What is your preferred method of climbing?
Bouldering is definitely more my speed. I do sport climbing, but it’s not a totally positive experience for me because I’m actually afraid of heights. When you’re bouldering you exert yourself 100% of the time on every move. Sport climbing is more about endurance. Sport climbing is like: can you do this move after doing 100 other moves? Bouldering is more like — can you do this move at all?
Wait, you’re afraid of heights? What’s your advice to others who want to climb but cant get over their fears?
Know your own comfort zone. Know logically what your body can physically handle. If you know what your body can handle, but you’re mentally afraid, try taking the scariest fall you can mentally imagine, and then get over it and fall higher. The more you fall, the better you will get at falling. Fear of the unknown is really what makes falling scary.
Why Brooklyn Boulders?
The space is really pretty and the community is awesome. It’s a really social sport, especially when bouldering. You spend a lot of time sitting on the floor and chatting with people between climbs. Even with top roping, you still talk to your belayer a bunch. In a lot of other sports, you put headphones in and tune everyone else out.
Indoor or outdoor climbing?
They supplement each other really well. Outdoor is obviously weather dependent, and your fingers get really torn up. Gym climbing is a lot safer, so I like to mix it up.
A huge thanks to Sara and our friends at Brooklyn Boulders for chatting with us!  To see more awesome pictures of Sara in action, follow her on Instagram @evensara
Want to know more? Did some of the terms Sara tossed off confuse you? Climbers have their own language, so we made a cheat sheet so you can fit right in…

Climbing Lingo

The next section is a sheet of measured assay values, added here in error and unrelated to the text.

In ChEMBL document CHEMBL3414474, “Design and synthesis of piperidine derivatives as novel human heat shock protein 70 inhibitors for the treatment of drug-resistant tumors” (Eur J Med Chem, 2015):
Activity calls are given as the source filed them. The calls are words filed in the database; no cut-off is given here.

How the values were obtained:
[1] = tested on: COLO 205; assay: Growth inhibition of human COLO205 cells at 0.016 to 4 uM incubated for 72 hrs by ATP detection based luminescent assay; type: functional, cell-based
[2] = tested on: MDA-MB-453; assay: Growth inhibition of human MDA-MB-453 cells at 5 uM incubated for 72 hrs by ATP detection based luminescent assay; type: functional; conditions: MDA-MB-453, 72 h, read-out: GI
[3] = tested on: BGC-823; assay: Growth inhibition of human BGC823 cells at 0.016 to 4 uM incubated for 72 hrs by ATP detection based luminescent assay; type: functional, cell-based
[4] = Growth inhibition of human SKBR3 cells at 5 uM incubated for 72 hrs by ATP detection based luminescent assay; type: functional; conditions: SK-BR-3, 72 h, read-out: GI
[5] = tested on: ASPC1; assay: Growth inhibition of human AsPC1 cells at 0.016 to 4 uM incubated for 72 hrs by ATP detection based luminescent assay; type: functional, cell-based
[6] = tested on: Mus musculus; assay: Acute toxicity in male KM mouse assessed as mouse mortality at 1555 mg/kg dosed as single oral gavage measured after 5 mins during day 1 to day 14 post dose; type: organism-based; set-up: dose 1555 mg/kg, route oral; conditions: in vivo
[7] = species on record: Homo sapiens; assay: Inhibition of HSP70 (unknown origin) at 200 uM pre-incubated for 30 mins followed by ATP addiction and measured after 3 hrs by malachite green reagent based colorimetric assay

Crag: A steep or rugged cliff or rock face.
Bouldering: A form of rock climbing in which the climber is not connected to ropes or harnesses. When climbing indoors, there are thick mats under the bouldering walls are to break any free fall.
Belayer: The person who stands at the bottom of the wall or rock, attached to the climber by a rope. The belayer must ensure the climber has enough rope by tightening or loosening the reigns based on the climber’s needs. The belayer is meant to prevent the climber from falling far distances.
Carabiner: A metal loop with a loaded spring gate to connect climbers to ropes.
Sport climbing:
Top roping: This method of climbing is the most popular. A climber is harnessed into a rope that is anchored by a belayer at the bottom of the wall or mountain. This method of climbing has a predetermined top anchor, or end point of the climb.
Lead climbing: This method is similar to top roping in the sense that a climber is connected by a harness and rope to a belyaer. In lead climbing, there is no pre placed anchor, so the climber will attach to new carabineers that line the wall as he or she reaches them. This type of climbing is less restrictive as there is no set end point.